Ok, I apologize for this week. A friend of mine generously agreed to teach me 3D computer assisted design on Thursday, and I had a cold last night and just fell asleep after work–so there were only a measly 3 posts this week! To make up for it, I will put up this week’s sketches tomorrow in a special Sunday post—so tune in then (and bring all of your friends and loved ones too!) but first, here is a rare Saturday post–a weird jeremiad about guilds.
“Guilds” you are saying,” didn’t those die off in the middle ages? We live in a glistening modern world of opportunities now!” Actually, guilds didn’t die at all—they have morphed and proliferated in ways both beneficial and detrimental to society. We should think seriously about this and ask whether the ambiguous benefits of guild outweigh their unfair anti-competitive nature.
First let’s quickly go back to the Middle Ages when there were two competing ways of learning professional trades. You could go to a guild, where weird old men made you do sit on a bench and do menial tasks for twenty years while you competed in pointless status games with your cruel peers (and underwent fearsome hazing). Assuming you survived all of this, you became part of the guild, and participated in its quasi-monopoly on trading fish with the Baltic, making oakum ropes, scrivening, alchemy, accounting, or whatever. Savvy readers will see the roots of the AMA, the Bar Association, and even our great universities and trade schools (and maybe our secondary schools) in this model.
The other way was the master/apprentice system. This is now most familiar to us through wizards, kung fu warriors, artists, Jedi, and other fictional characters—which is to say it has not proliferated in the modern world. A wise master would take a favorite student under his/her wing and teach them the ropes. This system had the advantage of being better and faster than the guild system—it can truly foster rare genius– but it had all of the Jesus/Peter, Jedi/Sith, father/son problems familiar to us through fiction. Namely the master frequently held on too long, became evil, started giving sermons in the wilderness, or otherwise went bad: or the apprentice decided they did not want to wait but were ready to paint naked ladies instead of mixing paint…or to enchant brooms or to fight the howling serpent gang.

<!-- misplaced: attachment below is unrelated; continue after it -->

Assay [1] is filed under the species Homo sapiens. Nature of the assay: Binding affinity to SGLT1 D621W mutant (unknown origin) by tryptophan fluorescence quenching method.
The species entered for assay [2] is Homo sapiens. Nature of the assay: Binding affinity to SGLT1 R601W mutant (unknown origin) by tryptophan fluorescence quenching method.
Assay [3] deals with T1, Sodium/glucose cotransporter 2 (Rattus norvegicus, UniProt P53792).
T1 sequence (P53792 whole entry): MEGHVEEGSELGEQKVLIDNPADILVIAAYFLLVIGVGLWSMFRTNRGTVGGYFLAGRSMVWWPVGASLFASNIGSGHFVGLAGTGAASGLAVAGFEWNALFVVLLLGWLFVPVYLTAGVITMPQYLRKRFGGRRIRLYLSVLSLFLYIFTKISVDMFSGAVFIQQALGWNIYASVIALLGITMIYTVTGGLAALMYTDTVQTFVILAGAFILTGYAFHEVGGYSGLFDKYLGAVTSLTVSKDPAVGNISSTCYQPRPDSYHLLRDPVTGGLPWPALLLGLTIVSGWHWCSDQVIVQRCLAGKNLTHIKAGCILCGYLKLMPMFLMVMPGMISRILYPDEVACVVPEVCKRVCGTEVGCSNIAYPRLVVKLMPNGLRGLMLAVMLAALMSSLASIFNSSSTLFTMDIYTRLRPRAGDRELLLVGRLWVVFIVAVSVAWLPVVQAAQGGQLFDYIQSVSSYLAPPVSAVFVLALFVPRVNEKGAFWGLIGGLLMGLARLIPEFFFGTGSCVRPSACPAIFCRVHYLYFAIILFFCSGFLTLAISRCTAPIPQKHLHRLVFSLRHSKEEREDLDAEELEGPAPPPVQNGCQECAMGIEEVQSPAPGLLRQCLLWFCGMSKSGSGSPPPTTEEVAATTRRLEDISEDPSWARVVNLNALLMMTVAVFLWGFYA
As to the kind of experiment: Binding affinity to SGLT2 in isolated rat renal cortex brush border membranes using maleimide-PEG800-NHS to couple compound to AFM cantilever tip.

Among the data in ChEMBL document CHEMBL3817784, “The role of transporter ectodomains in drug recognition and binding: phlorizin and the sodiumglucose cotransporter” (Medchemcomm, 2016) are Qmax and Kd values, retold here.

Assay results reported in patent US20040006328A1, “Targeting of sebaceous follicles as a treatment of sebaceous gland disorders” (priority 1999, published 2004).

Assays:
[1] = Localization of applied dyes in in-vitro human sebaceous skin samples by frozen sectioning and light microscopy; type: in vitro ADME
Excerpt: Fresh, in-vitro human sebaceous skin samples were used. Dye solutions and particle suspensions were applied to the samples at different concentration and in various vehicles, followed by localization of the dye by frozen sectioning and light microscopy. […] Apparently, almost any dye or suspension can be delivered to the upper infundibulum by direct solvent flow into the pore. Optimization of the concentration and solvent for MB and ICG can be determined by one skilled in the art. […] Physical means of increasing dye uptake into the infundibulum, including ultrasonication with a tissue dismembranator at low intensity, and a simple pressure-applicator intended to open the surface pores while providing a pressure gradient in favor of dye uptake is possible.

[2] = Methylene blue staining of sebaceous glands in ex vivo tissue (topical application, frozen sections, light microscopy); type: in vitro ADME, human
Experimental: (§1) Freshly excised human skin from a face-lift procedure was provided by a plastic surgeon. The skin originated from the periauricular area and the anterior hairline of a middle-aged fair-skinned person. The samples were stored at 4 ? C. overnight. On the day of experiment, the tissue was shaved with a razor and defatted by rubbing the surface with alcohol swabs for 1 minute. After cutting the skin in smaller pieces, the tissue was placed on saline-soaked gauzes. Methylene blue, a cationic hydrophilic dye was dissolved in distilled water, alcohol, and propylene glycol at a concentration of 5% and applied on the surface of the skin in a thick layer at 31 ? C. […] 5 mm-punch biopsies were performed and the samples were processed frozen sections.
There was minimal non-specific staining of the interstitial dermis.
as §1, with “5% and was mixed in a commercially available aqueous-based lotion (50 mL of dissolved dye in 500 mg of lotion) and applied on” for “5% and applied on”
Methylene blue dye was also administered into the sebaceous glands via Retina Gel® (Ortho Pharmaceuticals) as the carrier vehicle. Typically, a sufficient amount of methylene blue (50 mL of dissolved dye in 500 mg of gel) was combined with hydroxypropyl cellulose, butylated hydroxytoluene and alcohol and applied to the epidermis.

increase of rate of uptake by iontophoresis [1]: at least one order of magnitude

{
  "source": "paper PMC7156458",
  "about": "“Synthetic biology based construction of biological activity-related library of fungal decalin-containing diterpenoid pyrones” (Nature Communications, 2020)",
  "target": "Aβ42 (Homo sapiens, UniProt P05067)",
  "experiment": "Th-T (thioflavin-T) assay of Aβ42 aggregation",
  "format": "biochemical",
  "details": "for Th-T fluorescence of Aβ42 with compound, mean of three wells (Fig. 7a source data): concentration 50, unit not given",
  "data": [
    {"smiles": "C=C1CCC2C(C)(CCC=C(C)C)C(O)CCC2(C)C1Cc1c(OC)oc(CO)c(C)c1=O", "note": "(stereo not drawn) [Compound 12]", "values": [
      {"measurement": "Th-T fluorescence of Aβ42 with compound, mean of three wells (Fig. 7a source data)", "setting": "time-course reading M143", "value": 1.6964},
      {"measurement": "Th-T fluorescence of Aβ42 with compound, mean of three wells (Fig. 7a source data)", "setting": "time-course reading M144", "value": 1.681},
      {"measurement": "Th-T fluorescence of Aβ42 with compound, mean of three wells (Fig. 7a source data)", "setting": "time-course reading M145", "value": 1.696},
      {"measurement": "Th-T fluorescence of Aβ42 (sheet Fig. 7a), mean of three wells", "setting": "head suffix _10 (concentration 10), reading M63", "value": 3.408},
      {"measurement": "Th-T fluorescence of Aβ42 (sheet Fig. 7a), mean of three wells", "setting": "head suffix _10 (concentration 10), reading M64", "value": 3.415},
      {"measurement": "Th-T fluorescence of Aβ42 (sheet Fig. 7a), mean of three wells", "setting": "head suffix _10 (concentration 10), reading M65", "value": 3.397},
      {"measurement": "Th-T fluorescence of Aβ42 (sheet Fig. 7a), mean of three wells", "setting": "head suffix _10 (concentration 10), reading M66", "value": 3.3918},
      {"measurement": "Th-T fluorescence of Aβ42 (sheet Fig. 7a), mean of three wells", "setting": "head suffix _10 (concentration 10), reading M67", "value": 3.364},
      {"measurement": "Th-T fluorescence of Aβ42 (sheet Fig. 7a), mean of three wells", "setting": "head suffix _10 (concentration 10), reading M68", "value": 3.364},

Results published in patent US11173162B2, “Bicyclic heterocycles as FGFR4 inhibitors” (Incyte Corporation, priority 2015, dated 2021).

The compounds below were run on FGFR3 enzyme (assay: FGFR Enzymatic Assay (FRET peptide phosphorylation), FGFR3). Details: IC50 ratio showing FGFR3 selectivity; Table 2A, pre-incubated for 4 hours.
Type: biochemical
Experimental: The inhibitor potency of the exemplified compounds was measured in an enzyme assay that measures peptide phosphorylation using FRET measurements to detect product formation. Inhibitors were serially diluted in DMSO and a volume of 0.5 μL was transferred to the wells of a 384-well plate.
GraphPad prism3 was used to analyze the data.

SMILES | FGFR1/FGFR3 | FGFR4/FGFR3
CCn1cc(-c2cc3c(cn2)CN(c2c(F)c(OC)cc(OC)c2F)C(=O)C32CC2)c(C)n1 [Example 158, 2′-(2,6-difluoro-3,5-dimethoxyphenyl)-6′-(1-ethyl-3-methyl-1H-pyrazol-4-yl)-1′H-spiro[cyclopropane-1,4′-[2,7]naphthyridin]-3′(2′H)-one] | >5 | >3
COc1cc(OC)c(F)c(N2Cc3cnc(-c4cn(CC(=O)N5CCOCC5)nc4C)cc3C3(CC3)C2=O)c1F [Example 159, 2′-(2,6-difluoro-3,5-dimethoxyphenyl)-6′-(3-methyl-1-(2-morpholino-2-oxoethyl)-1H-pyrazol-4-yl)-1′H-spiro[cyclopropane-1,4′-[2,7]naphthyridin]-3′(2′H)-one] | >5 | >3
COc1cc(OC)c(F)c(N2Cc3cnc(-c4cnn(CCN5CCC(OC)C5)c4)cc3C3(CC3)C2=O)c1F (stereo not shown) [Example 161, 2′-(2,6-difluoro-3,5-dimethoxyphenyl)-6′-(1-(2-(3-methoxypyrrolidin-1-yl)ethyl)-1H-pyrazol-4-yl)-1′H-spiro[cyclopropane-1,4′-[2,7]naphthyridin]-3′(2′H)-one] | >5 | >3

During the nineteenth century, law and medicine were learned like gunsmithing, coopering, and hat-making: through apprentices. It worked fine for law but not for medicine (although I am not sure 19th century medicine was worthwhile anyway). Today we have universities and professional schools controlling all the ways upward in society (provided you have adequate money and have passed through endless mandarin-style standardized tests). It is making society sclerotic. Anybody who has spent time in a contemporary office will instantly recognize the parochial narrow-minded professional mindset encountered at every turn. We have a society made up of narrowly educated reactionaries monopolizing each profession. Time to open things up a bit with a different model. The apprentice system worked well in the past. Let’s try it again (and get rid of these smug gate-keeping professional schools in the process).
Frankly I suspect that Doctors alone should have guilds. It is the only discipline important enough and complicated enough to warrant the stranglehold protectionism of a professional association. The great medical associations make use of master/apprentice-style relationships later on in a doctor’s training anyway, and they have proven themselves responsible guardians of their sacred trust in numerous other ways. Lawyers, florists, morticians, artists, clowns, accountants, underwater welders, actuaries and other dodgy modern professionals should compete through the open market. If you want to be a businessman find a businessman and train with him until you know enough to defeat him in open business combat. If you want to be a florist or a computer programmer, find a master florist or a master programmer. Disciplines like geology and engineering could keep pseudoscientists and frauds out of their ranks with continuing brutal tests.
Of course it is possible that this whole post is merely an angry reaction to troubles in my own extremely subjective profession, art. Contemporary art schools are thoroughly worthless in every way. Back during the 50s and 60s, a bunch of doofy political theorists took over and hijacked art (which has many unpleasant similarities to political theory…but which is not political theory). Art has been a meaningless game of celebrity and identity-politics ever since. It is sadly devoid of the master craftsman aspect which once made it great. I didn’t learn art at a famous art school. I learned from a great master painter…who went a bit bonkers and moved off to China to practice veganism and sit on a mountain. That is the way things should be! This business of going to Yale or RISDI needs to be thrown on history’s scrapheap.